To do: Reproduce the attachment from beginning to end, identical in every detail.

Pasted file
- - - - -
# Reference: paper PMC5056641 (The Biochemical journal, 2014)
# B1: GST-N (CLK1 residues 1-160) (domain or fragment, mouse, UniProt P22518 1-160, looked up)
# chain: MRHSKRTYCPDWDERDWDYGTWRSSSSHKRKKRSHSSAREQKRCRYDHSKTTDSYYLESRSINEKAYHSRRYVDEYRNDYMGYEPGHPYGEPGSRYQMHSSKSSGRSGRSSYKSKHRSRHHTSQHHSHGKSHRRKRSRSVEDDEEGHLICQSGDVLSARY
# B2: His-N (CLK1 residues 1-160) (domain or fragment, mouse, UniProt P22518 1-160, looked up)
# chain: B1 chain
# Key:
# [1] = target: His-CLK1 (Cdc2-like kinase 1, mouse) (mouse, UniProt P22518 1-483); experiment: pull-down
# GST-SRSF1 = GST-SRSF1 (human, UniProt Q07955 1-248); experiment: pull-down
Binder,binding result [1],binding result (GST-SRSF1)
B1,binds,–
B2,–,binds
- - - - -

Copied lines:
# Reference: paper PMC5056641 (The Biochemical journal, 2014)
# B1: GST-N (CLK1 residues 1-160) (domain or fragment, mouse, UniProt P22518 1-160, looked up)
# chain: MRHSKRTYCPDWDERDWDYGTWRSSSSHKRKKRSHSSAREQKRCRYDHSKTTDSYYLESRSINEKAYHSRRYVDEYRNDYMGYEPGHPYGEPGSRYQMHSSKSSGRSGRSSYKSKHRSRHHTSQHHSHGKSHRRKRSRSVEDDEEGHLICQSGDVLSARY
# B2: His-N (CLK1 residues 1-160) (domain or fragment, mouse, UniProt P22518 1-160, looked up)
# chain: B1 chain
# Key:
# [1] = target: His-CLK1 (Cdc2-like kinase 1, mouse) (mouse, UniProt P22518 1-483); experiment: pull-down
# GST-SRSF1 = GST-SRSF1 (human, UniProt Q07955 1-248); experiment: pull-down
Binder,binding result [1],binding result (GST-SRSF1)
B1,binds,–
B2,–,binds